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Meaningful Solutions for School Safety in the Newtown Aftermath

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By Gail Connelly, Executive Director of the National Association of Elementary School Principals (NAESP)

The Monday after the horrific shootings at Sandy Hook Elementary in Newton, Connecticut, was a difficult day for many parents who sent their children back to school — and for the educators who received them. In NAESP's weekly conference call with school leaders this week, we heard from one principal — 25 miles from Sandy Hook — that more than 80 students were absent from school on Monday.

So it's not surprising that the first response of principals has been to put their own grief aside to support anxious parents of anxious children, to explain the unexplainable, and put on a resolute face to help them understand they are safe in school.

Determined more than ever to protect every child in their schools, principals across the country are also sharing and assessing their school safety plans with teachers and families, and encouraging a national discourse on the issues that Sandy Hook raises about student mental health and well-being.

In many schools, school safety plans and arrangements, such as placing an armed guard at the door, come from district policies. But without guidance from some districts, many principals are left to their own designs to ensure secure entrance and exit points to their schools. That's just what Dawn Hochsprung did when she took over as principal of Sandy Hook in 2010, putting many new school security measures in place herself. Various experts in community and school safety credit the principal's actions — and those of the trained guidance counselor and teachers — with limiting the violence in the school and likely saving many more lives.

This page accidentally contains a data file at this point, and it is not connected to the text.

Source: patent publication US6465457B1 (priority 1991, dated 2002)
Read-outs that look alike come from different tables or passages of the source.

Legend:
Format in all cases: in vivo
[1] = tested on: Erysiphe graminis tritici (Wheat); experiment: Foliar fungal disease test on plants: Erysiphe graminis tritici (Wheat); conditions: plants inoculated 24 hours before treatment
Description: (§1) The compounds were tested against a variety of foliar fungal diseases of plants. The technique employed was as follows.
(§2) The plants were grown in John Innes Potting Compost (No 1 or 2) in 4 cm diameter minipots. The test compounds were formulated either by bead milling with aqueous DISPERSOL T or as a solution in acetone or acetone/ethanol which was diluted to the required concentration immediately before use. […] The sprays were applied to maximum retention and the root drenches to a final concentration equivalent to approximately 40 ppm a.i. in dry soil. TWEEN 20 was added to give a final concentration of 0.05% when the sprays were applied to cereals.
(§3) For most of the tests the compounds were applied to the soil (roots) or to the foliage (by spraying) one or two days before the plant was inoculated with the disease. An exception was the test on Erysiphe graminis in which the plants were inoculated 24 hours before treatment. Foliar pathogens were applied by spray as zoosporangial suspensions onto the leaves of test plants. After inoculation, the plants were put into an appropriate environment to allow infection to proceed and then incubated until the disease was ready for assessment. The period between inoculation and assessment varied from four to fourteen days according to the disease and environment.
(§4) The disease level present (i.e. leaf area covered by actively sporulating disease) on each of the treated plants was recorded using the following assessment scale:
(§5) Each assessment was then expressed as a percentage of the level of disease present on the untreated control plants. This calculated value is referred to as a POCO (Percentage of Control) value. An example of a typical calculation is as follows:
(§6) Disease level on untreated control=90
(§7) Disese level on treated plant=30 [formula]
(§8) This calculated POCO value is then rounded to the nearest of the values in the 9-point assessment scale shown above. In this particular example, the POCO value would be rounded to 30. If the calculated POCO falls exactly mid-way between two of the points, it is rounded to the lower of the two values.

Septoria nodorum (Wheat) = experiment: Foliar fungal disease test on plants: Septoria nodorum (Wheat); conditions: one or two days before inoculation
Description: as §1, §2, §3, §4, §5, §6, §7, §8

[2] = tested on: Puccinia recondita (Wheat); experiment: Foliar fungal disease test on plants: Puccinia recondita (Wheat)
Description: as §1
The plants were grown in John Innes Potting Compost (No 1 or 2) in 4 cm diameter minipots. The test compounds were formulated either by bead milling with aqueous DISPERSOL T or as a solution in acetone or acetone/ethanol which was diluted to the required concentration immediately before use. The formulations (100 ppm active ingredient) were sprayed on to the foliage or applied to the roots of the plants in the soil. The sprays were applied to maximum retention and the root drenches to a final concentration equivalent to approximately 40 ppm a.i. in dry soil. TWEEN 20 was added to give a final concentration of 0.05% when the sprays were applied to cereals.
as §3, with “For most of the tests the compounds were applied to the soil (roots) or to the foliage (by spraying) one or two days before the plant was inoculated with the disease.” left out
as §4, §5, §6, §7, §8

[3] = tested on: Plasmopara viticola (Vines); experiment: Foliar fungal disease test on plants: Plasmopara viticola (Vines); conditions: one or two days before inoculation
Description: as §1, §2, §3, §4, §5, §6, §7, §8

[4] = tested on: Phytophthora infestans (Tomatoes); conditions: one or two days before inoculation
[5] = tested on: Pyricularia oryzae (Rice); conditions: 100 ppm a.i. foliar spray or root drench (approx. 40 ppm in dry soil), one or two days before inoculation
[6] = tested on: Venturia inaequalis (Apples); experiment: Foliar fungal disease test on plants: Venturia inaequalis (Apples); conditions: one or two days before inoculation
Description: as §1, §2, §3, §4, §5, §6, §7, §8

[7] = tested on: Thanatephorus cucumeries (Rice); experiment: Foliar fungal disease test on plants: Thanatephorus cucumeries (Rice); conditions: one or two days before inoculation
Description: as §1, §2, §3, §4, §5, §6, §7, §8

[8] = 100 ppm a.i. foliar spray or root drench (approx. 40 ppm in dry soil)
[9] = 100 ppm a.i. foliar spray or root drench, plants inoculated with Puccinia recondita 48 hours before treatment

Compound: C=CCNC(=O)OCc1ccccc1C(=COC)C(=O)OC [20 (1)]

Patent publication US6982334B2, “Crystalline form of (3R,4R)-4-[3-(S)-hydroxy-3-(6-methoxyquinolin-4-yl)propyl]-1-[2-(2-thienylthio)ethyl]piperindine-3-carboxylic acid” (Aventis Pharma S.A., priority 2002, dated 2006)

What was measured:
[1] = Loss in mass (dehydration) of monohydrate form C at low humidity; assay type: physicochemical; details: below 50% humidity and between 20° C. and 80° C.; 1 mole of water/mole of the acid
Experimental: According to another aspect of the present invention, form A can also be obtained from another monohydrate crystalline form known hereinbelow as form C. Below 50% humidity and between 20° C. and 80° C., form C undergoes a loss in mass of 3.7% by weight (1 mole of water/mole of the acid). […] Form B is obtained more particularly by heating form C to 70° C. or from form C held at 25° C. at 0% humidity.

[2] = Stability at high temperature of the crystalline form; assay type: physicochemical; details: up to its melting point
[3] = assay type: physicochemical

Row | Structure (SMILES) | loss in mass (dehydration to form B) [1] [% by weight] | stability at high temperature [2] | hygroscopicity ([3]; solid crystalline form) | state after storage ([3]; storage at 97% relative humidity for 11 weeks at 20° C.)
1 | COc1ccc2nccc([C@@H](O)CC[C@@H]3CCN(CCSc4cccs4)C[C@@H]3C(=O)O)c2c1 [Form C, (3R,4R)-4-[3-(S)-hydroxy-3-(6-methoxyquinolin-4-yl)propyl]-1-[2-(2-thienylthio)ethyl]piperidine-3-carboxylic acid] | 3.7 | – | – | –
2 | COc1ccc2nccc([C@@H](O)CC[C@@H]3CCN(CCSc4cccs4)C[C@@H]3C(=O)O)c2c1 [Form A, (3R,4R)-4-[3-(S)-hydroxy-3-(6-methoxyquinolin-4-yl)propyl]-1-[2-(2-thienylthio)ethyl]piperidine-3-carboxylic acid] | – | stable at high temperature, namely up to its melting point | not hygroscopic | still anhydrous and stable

However, beyond school safety, the Sandy Hook tragedy has raised much larger issues about student mental health issues, and the glaring need for more coordinated community and school services available to principals who need them to help their students and families. One principal that we have talked to in the aftermath of the shooting lamented that she has 18 students on a waiting list for mental health and related services, three of whom staff believe could require some sort of hospitalization. This principal was anguished over the concern that any one of the children could grow up to be the next Adam Lanza, but she simply is not able to get the medical and psychiatric support she needs for these children in a preschool to grade one school building. And we have heard over and over how many principals struggle daily with these same issues.

The Interdisciplinary Group on Preventing School and Community Violence, in a statement that updates the School Shootings Position Statement disseminated after similar tragic school-related shootings in 2006, offers a thoughtful research-based approach to safer schools, along with revised policies on youth exposure to violent media and increased efforts to limit inappropriate access to guns and, especially, assault-type weapons.

Two key elements of the group's recommended approach for schools include connectedness — a culture where students feel they belong at their schools and that others care for them — and support — especially for depression, anxiety, bullying, incivility and various forms of conflict that need to be taken seriously.